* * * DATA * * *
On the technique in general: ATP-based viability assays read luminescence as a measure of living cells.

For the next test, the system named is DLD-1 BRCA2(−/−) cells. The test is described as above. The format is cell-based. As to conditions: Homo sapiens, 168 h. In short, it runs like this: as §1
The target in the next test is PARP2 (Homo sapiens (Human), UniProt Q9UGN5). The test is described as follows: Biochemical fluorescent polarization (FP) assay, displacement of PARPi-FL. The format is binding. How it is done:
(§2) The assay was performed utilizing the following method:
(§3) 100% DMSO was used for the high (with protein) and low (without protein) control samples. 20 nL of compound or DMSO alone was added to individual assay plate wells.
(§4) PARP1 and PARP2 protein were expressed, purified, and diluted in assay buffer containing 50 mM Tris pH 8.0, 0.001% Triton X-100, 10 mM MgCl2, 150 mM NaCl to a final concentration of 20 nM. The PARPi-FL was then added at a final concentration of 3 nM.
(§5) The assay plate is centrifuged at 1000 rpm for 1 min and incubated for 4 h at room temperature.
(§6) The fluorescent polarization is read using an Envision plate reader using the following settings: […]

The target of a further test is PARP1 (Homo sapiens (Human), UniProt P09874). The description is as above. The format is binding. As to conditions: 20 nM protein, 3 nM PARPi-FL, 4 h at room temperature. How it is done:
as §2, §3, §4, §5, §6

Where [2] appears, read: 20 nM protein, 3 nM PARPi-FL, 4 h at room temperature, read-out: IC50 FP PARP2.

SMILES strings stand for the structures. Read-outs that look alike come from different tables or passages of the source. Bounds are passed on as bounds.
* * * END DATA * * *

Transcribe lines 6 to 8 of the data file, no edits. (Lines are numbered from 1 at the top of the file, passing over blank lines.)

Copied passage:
(§4) PARP1 and PARP2 protein were expressed, purified, and diluted in assay buffer containing 50 mM Tris pH 8.0, 0.001% Triton X-100, 10 mM MgCl2, 150 mM NaCl to a final concentration of 20 nM. The PARPi-FL was then added at a final concentration of 3 nM.
(§5) The assay plate is centrifuged at 1000 rpm for 1 min and incubated for 4 h at room temperature.
(§6) The fluorescent polarization is read using an Envision plate reader using the following settings: […]